In one embodiment of the present invention, immobilized target DNA from an individual is annealed to reference DNA to form mismatch regions and then treated with mismatch nicking proteins, mismatch repair proteins, excision repair proteins, chemical modification and cleavage reagents, or combinations of such agents. This treatment introduces single-stranded breaks at predetermined locations on one or both sides of a mismatch region and may cause the selective excision of single-stranded fragment covering the mismatch region. Alternatively, the treatment results in a single nick being introduced at the 5' end of the mismatch. The resulting structure is a nicked or gapped heteroduplex in which the gap may be from about 5 to about 2000 bases in length, depending on the mismatch recognition system used. In the case of a nick, no gap is formed but a free 3' hydroxyl is present at the site of the mismatch.
In methods of the present invention wherein the additional step of performing at least one step of sequence determination of at least one of the nucleic acid clusters generated is performed, the sequence determination may be carried out using any appropriate solid phase sequencing technique. For example, one technique of sequence determination that may be used in the present invention involves hybridizing an appropriate primer, sometimes referred to herein as a "sequencing primer", with the nucleic acid template to be sequenced, extending the primer and detecting the nucleotides used to extend the primer. Preferably the nucleic acid used to extend the primer is detected before a further nucleotide is added to the growing nucleic acid chain, thus allowing base-by-base in situ nucleic acid sequencing.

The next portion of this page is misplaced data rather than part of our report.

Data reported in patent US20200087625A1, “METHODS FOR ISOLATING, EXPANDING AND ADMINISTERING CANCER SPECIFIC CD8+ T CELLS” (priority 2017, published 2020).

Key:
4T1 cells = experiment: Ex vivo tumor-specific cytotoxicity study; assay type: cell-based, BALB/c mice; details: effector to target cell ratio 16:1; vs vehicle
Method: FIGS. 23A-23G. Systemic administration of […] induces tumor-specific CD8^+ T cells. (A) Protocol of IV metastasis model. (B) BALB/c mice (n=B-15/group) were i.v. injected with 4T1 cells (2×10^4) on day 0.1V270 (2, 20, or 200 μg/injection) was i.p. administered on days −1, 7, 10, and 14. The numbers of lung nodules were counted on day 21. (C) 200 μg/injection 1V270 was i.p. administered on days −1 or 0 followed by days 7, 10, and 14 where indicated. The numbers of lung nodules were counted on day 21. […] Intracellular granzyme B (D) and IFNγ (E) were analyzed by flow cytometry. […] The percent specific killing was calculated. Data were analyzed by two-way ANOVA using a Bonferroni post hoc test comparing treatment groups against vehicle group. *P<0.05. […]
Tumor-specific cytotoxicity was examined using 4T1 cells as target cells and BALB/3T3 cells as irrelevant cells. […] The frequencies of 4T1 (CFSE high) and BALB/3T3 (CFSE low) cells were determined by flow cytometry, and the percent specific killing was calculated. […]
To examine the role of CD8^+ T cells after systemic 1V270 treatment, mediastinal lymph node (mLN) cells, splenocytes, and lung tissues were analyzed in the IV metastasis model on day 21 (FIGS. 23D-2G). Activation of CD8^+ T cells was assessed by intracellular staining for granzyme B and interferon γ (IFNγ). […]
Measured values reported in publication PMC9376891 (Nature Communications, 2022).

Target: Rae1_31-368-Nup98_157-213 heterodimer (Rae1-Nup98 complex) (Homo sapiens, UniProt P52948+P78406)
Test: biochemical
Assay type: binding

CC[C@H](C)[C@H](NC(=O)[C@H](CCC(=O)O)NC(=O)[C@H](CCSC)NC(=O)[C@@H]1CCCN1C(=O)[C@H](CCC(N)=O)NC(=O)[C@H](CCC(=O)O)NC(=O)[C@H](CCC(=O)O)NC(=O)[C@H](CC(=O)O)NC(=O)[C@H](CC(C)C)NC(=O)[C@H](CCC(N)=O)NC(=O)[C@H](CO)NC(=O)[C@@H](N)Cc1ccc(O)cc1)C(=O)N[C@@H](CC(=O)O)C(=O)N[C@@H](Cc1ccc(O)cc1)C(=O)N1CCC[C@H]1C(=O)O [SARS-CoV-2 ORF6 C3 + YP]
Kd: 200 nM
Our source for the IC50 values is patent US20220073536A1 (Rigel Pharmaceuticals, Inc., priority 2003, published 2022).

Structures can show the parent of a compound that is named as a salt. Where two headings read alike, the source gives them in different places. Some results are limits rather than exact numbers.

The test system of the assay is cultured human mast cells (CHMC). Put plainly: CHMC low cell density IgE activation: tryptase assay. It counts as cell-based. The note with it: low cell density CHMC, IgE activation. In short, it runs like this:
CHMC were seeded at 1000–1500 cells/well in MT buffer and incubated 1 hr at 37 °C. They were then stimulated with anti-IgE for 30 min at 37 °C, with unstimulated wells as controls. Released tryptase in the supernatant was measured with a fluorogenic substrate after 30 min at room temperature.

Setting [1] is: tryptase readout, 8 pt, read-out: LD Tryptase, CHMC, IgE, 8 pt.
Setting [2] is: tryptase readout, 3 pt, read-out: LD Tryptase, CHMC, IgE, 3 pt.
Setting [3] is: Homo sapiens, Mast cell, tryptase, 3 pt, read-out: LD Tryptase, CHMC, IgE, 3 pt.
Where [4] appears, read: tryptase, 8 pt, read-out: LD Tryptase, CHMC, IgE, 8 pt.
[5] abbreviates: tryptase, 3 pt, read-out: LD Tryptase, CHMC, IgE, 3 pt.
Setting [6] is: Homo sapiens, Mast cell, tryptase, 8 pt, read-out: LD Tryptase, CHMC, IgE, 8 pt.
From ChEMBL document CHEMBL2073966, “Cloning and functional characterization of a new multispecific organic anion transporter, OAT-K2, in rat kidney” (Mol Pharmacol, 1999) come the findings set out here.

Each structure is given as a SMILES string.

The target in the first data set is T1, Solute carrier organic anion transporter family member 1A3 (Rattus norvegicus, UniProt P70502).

Specially designed nucleotides with fluorescent reversible 3' terminators allow each cycle of a sequencing reaction to occur simultaneously for all coordinates in the presence of all four nucleotides (A, C, T, and G). In each cycle, the polymerase is able to select the correct base to incorporate, with the natural competition among all four alternatives leading to higher accuracy than methods where only one nucleotide is present in the reaction mix at a time. Sequences where a particular base is repeated (e.g., homopolymers) are addressed like any other sequence and resolved with high accuracy. The simultaneous sequencing of the thousands of clusters present on the solid support is accomplished by recording the unique fluorescent signal for each nucleotide at each position during every cycle of the process. After recording, the fluorescent terminators are removed, e.g., by a chemical reaction for example by the addition of a low pH solution such that the next round of polymerase additions can proceed.
In cases where there are multiple mismatches between target and reference DNA present at a specific cluster, the sequencing signal may be uninterpretable. In those situations, the target DNA at that cluster can be sequenced in its entirety using traditional sequencing techniques rather than mismatch-directed sequencing.